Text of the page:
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You could always Photoshop some small elk next to someone's dog, or a sheep, or a goat, or something, and make up a miniature elk herd to discuss at length, over much beer, for entertainment purposes. I made up a big-foot photo on one of my stands, that I had sent several pictures from, for a neighbor's wife.
 

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There was an interesting mount that I remember seeing at the Raleigh Dixie Deer Classic where two bucks were fighting and a third buck joined in but he got flipped over locking the antlers and all 3 eventually starved to death as they couldn’t get apart. That’s what love will do to you if you’re not careful. I used to go to the show every year but I don’t hunt any longer plus the last time I went there were hardly any vendors, everyone was selling raffle tickets.
 

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Thanks!! All my hunter friends keep telling me"Can't be Elk! At 29" they are too small!"
Rectangle Wood Beige Bumper Automotive exterior

If you look closely, there is a scale on the cooler lid. This one is about 28", maybe 29" if you follow the main beam arc. This main beam may be a little heavier than yours, but on yours the first and second tines might be a little longer and yours has thirds.

This shed is from a Rocky Mountain elk. Most likely 2 or 3 years old. Despite a few record book elk being taken in this area, this is more typical.

Elk Gesture Wood Fawn Art

This elk was taken not far from where the shed was found. One main beam and only three tines are not broken. His body was huge. I took 389 pounds of meat (no bone) to the butcher. His non-broken main beam is 31".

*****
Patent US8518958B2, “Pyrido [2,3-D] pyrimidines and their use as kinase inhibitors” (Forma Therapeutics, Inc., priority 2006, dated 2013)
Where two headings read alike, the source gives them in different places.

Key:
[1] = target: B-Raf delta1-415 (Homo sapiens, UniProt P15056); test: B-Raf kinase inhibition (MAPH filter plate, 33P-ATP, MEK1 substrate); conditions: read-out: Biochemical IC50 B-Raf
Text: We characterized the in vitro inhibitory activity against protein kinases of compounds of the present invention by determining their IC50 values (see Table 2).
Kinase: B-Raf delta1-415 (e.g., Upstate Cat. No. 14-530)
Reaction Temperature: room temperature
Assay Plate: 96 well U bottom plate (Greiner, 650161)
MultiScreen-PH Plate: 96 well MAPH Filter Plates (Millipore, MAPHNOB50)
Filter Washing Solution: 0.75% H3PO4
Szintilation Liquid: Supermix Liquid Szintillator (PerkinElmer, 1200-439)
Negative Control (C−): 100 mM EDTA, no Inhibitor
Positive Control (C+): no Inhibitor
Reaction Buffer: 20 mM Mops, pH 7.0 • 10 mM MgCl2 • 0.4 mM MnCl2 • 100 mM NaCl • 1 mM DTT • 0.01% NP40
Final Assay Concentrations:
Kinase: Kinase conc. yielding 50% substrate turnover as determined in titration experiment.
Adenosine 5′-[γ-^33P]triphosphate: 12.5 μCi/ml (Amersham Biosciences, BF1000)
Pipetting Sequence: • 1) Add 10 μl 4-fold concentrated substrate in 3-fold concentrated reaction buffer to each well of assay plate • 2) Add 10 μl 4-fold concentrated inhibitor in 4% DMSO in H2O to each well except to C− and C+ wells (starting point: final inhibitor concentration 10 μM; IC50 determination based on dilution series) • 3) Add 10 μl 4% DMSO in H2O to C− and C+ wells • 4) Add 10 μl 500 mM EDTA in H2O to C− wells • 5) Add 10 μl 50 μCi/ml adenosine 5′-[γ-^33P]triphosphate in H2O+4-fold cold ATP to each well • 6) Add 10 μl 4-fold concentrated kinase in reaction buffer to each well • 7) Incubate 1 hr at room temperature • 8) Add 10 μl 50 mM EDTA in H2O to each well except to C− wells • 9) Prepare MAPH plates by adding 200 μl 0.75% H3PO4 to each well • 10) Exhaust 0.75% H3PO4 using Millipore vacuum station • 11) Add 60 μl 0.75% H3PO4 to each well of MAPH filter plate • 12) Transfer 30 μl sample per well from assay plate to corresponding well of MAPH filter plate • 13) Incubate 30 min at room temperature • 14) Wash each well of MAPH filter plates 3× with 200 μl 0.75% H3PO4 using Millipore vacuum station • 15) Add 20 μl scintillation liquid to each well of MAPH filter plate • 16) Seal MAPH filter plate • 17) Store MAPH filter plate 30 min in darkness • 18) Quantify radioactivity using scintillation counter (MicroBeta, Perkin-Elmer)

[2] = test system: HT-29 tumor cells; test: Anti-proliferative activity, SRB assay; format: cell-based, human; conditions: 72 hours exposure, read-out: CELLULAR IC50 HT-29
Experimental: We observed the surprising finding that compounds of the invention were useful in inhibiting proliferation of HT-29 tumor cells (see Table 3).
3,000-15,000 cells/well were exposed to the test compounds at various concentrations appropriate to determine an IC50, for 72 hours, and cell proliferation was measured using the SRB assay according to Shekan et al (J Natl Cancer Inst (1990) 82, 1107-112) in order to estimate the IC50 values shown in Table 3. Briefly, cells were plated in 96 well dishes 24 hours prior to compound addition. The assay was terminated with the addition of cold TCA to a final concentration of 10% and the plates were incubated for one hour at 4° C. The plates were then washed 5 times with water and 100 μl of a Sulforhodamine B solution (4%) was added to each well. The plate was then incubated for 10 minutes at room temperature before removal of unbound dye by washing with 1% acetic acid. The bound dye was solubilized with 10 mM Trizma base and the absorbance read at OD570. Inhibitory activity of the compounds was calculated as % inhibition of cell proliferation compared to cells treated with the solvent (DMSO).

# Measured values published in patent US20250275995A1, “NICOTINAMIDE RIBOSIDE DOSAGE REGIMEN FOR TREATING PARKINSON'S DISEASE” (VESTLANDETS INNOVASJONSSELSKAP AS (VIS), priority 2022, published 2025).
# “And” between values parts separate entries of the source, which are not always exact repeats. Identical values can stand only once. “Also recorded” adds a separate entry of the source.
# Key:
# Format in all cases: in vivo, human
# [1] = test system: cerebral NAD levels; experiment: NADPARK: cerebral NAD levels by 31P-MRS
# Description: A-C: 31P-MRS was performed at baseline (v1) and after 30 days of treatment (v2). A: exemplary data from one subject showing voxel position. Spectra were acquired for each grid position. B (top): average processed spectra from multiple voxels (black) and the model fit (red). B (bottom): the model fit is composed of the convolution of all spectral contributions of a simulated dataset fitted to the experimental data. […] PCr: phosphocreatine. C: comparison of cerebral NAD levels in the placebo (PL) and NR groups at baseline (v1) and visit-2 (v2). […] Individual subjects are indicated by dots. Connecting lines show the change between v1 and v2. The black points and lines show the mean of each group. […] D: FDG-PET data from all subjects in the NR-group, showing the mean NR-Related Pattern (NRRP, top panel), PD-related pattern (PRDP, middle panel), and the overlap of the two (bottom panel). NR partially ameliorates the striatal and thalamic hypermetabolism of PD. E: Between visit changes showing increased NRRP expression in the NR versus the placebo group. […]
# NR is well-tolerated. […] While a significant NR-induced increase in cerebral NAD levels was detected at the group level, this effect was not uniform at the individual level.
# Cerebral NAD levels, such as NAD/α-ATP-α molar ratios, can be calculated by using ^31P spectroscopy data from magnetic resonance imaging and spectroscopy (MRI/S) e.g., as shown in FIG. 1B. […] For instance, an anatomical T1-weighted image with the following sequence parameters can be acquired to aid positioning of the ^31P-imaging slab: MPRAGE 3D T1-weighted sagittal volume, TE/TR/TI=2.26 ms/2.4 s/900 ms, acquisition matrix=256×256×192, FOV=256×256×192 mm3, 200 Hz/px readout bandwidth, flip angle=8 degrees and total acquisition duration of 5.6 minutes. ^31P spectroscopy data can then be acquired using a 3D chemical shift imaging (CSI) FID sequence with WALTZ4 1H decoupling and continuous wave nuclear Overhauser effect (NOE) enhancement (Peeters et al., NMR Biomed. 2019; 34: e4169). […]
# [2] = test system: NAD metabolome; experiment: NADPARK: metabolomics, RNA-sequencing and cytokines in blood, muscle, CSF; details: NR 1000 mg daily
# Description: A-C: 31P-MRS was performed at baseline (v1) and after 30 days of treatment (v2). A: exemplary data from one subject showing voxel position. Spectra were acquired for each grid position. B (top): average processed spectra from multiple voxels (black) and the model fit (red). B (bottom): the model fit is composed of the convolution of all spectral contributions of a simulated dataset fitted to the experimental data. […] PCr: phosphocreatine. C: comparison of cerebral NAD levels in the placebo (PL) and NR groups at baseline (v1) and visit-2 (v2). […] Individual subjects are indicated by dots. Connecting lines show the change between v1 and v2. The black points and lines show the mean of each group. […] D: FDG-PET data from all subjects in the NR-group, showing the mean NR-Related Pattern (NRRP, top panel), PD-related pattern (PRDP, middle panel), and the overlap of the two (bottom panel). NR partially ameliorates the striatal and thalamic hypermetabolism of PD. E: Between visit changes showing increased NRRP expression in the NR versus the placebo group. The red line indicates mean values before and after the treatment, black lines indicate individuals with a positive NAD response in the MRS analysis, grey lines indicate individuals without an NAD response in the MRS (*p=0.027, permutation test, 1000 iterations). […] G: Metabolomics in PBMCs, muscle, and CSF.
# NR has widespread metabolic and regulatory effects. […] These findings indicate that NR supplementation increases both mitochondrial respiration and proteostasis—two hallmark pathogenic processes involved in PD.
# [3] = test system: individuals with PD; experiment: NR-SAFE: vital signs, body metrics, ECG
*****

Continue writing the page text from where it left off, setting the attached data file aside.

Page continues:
I don't know what it sounds like when antler in velvet breaks, but dried antler sounds like gunshots when they break.
 
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Discussion Starter · #28 · (Edited)
Broken antler buck has a lump that seems to be getting bigger. Doesn't appear to be any sign of injury there. Who knows what it is.





Maybe this is his sparring partner. \They showed up in a couple of pics together.



And an incidental nocturnal visitor. I've seen this guy pretty frequently.


 
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Its weird but if a deer gets a leg banged up the horns on the opposite side will deform and not grow uniformly. And then there’s genetics. Some whitetail deer’s horns don’t develop, once a spike always a spike because daddy was a spike. Just guessing but my wag is elk antlers.
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This guy had a back leg missing at the knee. I watched him quite a bit early in the year. He was clearing fences just fine with only one back leg. Left the house on the last day of season with a tag to fill. I said I would shoot the first buck I saw. This is what I came home with.
 

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Discussion Starter · #31 ·
It was, but by a thread. I figured it might have fallen off nearby but I didn't see it.
 

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I'm inclined to believe the lump is a puncture wound that is infected, once it drains, he'll be fine. Also OP I'm glad to see you have a sense of humor, regarding my first reply. It always blows my mind when you tell someone you've lost something and they ask, "where did you lose it at", duh it wouldn't be lost if I knew that.


Tim
 

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Discussion Starter · #33 ·
I have a rule of thumb, I always look in at least 10 different places before I decide to look where I lost something. I once tried to look where I lost something first, and then in 10 different places, and that doesn't work as good as it sounds.